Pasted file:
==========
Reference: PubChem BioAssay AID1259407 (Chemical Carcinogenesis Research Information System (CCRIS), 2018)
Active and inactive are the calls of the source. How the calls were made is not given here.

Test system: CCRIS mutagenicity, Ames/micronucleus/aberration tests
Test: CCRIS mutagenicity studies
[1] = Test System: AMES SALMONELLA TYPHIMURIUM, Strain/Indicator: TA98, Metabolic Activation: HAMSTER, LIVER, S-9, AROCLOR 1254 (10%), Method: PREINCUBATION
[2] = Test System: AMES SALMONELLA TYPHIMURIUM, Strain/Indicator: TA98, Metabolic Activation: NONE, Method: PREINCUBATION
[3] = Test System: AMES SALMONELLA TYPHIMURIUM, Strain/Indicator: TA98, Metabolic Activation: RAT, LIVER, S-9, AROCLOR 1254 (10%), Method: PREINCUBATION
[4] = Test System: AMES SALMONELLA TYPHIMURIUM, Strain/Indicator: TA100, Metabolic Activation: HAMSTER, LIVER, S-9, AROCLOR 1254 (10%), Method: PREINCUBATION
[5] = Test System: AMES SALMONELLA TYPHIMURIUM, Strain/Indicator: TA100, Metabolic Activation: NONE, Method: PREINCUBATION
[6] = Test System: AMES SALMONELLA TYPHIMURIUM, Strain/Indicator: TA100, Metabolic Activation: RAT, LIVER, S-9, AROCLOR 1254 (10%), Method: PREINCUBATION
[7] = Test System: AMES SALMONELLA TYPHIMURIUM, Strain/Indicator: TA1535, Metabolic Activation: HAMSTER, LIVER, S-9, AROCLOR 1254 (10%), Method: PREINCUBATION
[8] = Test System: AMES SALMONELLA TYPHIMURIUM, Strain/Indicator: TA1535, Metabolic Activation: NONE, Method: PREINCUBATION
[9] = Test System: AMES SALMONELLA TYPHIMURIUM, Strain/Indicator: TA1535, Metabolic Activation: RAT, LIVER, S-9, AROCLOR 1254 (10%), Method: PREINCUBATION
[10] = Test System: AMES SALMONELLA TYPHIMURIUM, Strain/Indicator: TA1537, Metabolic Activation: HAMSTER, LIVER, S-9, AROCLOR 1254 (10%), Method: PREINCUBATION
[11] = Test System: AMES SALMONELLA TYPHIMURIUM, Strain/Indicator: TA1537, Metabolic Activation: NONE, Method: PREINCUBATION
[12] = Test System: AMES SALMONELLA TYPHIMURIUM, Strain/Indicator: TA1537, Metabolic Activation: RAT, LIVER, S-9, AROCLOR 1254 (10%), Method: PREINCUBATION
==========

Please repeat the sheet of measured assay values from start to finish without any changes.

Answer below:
Reference: PubChem BioAssay AID1259407 (Chemical Carcinogenesis Research Information System (CCRIS), 2018)
Active and inactive are the calls of the source. How the calls were made is not given here.

Test system: CCRIS mutagenicity, Ames/micronucleus/aberration tests
Test: CCRIS mutagenicity studies
[1] = Test System: AMES SALMONELLA TYPHIMURIUM, Strain/Indicator: TA98, Metabolic Activation: HAMSTER, LIVER, S-9, AROCLOR 1254 (10%), Method: PREINCUBATION
[2] = Test System: AMES SALMONELLA TYPHIMURIUM, Strain/Indicator: TA98, Metabolic Activation: NONE, Method: PREINCUBATION
[3] = Test System: AMES SALMONELLA TYPHIMURIUM, Strain/Indicator: TA98, Metabolic Activation: RAT, LIVER, S-9, AROCLOR 1254 (10%), Method: PREINCUBATION
[4] = Test System: AMES SALMONELLA TYPHIMURIUM, Strain/Indicator: TA100, Metabolic Activation: HAMSTER, LIVER, S-9, AROCLOR 1254 (10%), Method: PREINCUBATION
[5] = Test System: AMES SALMONELLA TYPHIMURIUM, Strain/Indicator: TA100, Metabolic Activation: NONE, Method: PREINCUBATION
[6] = Test System: AMES SALMONELLA TYPHIMURIUM, Strain/Indicator: TA100, Metabolic Activation: RAT, LIVER, S-9, AROCLOR 1254 (10%), Method: PREINCUBATION
[7] = Test System: AMES SALMONELLA TYPHIMURIUM, Strain/Indicator: TA1535, Metabolic Activation: HAMSTER, LIVER, S-9, AROCLOR 1254 (10%), Method: PREINCUBATION
[8] = Test System: AMES SALMONELLA TYPHIMURIUM, Strain/Indicator: TA1535, Metabolic Activation: NONE, Method: PREINCUBATION
[9] = Test System: AMES SALMONELLA TYPHIMURIUM, Strain/Indicator: TA1535, Metabolic Activation: RAT, LIVER, S-9, AROCLOR 1254 (10%), Method: PREINCUBATION
[10] = Test System: AMES SALMONELLA TYPHIMURIUM, Strain/Indicator: TA1537, Metabolic Activation: HAMSTER, LIVER, S-9, AROCLOR 1254 (10%), Method: PREINCUBATION
[11] = Test System: AMES SALMONELLA TYPHIMURIUM, Strain/Indicator: TA1537, Metabolic Activation: NONE, Method: PREINCUBATION
[12] = Test System: AMES SALMONELLA TYPHIMURIUM, Strain/Indicator: TA1537, Metabolic Activation: RAT, LIVER, S-9, AROCLOR 1254 (10%), Method: PREINCUBATION